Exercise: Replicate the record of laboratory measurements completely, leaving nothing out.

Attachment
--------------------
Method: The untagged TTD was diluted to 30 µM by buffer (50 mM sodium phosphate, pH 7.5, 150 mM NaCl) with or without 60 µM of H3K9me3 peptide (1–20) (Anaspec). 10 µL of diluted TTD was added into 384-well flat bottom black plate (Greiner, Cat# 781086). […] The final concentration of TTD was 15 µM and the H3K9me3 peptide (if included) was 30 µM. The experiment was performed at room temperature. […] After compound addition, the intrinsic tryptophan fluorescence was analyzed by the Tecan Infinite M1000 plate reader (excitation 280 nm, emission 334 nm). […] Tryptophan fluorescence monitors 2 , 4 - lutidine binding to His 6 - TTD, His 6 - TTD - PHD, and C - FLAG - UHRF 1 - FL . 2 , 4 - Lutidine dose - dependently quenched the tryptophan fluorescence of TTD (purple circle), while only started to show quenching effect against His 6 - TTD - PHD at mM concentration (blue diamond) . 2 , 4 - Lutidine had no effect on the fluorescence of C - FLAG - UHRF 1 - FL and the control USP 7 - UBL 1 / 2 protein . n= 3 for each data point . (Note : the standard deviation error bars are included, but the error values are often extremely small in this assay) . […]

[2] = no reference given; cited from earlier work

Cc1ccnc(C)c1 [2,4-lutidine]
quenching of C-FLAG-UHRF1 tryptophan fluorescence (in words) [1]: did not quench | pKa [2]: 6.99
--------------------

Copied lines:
Method: The untagged TTD was diluted to 30 µM by buffer (50 mM sodium phosphate, pH 7.5, 150 mM NaCl) with or without 60 µM of H3K9me3 peptide (1–20) (Anaspec). 10 µL of diluted TTD was added into 384-well flat bottom black plate (Greiner, Cat# 781086). […] The final concentration of TTD was 15 µM and the H3K9me3 peptide (if included) was 30 µM. The experiment was performed at room temperature. […] After compound addition, the intrinsic tryptophan fluorescence was analyzed by the Tecan Infinite M1000 plate reader (excitation 280 nm, emission 334 nm). […] Tryptophan fluorescence monitors 2 , 4 - lutidine binding to His 6 - TTD, His 6 - TTD - PHD, and C - FLAG - UHRF 1 - FL . 2 , 4 - Lutidine dose - dependently quenched the tryptophan fluorescence of TTD (purple circle), while only started to show quenching effect against His 6 - TTD - PHD at mM concentration (blue diamond) . 2 , 4 - Lutidine had no effect on the fluorescence of C - FLAG - UHRF 1 - FL and the control USP 7 - UBL 1 / 2 protein . n= 3 for each data point . (Note : the standard deviation error bars are included, but the error values are often extremely small in this assay) . […]

[2] = no reference given; cited from earlier work

Cc1ccnc(C)c1 [2,4-lutidine]
quenching of C-FLAG-UHRF1 tryptophan fluorescence (in words) [1]: did not quench | pKa [2]: 6.99